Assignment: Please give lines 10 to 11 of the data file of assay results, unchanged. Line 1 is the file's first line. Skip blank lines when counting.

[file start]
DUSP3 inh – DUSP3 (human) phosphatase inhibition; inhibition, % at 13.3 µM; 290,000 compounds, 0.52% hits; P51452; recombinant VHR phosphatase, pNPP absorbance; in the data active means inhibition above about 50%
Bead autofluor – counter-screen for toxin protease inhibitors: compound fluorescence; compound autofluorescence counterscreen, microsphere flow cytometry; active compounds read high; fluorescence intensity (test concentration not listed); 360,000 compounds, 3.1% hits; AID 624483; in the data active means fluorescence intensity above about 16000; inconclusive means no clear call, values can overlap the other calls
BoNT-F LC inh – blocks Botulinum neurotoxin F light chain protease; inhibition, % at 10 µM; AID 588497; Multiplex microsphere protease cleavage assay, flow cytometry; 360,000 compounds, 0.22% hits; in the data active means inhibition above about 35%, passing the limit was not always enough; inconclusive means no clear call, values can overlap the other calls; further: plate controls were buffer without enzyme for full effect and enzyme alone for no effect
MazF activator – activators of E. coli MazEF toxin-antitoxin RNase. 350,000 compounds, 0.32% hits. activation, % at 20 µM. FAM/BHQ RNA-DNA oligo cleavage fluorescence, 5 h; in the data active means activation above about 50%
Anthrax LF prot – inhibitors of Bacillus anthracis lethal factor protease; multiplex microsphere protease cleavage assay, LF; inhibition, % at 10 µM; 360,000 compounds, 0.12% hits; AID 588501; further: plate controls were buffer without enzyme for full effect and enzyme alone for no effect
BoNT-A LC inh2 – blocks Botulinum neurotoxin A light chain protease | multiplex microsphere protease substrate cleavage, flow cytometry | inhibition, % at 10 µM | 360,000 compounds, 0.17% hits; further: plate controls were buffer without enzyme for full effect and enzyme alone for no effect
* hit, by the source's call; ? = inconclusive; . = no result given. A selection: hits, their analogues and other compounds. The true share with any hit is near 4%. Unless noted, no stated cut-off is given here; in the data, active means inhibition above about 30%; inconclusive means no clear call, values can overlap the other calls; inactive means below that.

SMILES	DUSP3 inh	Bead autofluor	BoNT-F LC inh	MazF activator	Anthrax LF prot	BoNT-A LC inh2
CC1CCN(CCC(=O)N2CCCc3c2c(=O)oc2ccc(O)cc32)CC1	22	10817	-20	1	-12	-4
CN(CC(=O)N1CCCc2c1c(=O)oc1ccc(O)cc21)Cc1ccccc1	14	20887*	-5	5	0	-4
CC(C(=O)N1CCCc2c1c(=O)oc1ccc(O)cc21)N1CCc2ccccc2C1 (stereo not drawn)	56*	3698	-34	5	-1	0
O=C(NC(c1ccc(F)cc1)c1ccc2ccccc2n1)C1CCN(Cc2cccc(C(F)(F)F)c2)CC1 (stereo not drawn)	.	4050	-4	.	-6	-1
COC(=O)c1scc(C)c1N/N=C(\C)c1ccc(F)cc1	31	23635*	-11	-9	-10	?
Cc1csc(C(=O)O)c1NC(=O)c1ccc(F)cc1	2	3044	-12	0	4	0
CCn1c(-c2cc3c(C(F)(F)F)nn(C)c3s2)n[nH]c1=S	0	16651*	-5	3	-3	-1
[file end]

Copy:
CN(CC(=O)N1CCCc2c1c(=O)oc1ccc(O)cc21)Cc1ccccc1	14	20887*	-5	5	0	-4
CC(C(=O)N1CCCc2c1c(=O)oc1ccc(O)cc21)N1CCc2ccccc2C1 (stereo not drawn)	56*	3698	-34	5	-1	0